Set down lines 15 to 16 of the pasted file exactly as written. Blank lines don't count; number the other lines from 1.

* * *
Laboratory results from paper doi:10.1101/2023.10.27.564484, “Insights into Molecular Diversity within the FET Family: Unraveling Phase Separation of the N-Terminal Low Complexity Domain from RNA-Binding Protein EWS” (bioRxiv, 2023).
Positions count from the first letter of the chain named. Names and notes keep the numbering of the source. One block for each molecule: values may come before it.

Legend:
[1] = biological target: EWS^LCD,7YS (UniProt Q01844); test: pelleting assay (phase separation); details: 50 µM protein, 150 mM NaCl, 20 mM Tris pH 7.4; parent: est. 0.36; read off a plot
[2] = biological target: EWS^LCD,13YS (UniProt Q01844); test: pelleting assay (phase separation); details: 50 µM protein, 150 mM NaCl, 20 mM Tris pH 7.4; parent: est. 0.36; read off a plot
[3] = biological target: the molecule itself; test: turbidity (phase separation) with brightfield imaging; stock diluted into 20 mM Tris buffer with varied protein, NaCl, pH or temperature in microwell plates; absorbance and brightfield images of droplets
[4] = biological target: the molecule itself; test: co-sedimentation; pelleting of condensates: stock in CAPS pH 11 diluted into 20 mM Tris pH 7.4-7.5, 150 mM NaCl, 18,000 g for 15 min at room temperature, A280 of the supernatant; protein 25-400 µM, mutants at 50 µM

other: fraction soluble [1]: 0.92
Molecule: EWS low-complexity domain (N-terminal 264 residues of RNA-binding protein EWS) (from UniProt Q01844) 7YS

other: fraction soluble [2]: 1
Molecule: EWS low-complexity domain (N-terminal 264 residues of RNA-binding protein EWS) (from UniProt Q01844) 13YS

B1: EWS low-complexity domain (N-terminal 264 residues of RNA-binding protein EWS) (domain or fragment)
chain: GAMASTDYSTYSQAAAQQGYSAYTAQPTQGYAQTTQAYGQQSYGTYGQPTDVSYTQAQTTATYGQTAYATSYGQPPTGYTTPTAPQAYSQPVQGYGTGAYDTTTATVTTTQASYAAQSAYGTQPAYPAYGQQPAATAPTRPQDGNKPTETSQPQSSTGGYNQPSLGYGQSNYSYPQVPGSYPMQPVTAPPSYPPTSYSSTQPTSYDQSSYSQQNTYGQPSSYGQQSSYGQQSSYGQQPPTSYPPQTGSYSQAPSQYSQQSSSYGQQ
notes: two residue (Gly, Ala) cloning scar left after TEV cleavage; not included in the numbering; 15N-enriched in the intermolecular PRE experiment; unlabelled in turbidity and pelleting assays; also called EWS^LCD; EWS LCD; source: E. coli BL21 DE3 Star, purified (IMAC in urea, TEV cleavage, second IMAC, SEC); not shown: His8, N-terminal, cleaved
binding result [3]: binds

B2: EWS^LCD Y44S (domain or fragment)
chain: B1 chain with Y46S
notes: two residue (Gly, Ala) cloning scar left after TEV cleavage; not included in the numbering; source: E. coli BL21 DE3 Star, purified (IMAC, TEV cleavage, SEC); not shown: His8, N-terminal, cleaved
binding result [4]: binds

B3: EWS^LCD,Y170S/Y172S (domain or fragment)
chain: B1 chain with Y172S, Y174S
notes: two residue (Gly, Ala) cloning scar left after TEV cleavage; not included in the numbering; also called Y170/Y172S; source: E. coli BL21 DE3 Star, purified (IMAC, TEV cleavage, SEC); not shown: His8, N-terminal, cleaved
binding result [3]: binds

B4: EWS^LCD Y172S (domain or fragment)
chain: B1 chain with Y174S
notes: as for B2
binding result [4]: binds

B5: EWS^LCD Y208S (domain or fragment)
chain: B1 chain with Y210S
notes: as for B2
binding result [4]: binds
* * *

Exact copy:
binding result [3]: binds

B2: EWS^LCD Y44S (domain or fragment)